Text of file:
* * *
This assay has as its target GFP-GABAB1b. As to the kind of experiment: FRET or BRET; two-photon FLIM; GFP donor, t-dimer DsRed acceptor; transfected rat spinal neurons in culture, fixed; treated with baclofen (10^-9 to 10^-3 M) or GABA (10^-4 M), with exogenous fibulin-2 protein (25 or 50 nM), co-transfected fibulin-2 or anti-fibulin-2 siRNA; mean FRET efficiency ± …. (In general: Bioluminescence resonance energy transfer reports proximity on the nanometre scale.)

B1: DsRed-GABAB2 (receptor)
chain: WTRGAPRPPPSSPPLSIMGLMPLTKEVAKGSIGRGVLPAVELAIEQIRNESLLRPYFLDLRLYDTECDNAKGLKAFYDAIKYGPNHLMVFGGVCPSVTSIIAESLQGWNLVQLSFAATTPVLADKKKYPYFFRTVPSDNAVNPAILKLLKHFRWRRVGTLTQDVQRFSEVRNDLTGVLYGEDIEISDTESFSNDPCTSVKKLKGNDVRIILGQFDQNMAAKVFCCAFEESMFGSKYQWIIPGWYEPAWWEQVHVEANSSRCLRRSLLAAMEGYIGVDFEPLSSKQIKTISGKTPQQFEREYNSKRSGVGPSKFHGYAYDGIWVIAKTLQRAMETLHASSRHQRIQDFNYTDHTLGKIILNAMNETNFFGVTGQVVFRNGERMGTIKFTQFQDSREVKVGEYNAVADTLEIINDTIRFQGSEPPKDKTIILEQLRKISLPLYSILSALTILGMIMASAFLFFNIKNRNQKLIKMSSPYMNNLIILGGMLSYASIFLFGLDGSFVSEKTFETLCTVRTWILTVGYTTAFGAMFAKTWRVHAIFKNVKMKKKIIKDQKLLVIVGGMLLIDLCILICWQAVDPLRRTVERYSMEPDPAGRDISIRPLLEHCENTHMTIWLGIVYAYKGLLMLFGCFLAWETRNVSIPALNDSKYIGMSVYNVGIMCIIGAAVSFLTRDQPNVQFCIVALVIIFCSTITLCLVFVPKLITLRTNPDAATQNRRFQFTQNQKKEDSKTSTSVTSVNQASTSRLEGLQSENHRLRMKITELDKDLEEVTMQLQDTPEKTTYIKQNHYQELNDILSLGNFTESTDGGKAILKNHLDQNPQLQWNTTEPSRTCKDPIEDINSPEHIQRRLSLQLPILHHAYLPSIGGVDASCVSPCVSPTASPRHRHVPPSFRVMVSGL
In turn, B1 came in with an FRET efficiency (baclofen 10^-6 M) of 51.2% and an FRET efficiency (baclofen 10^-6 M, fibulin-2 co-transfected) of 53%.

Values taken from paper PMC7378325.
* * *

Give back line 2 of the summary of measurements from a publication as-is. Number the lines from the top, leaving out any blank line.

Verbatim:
B1: DsRed-GABAB2 (receptor)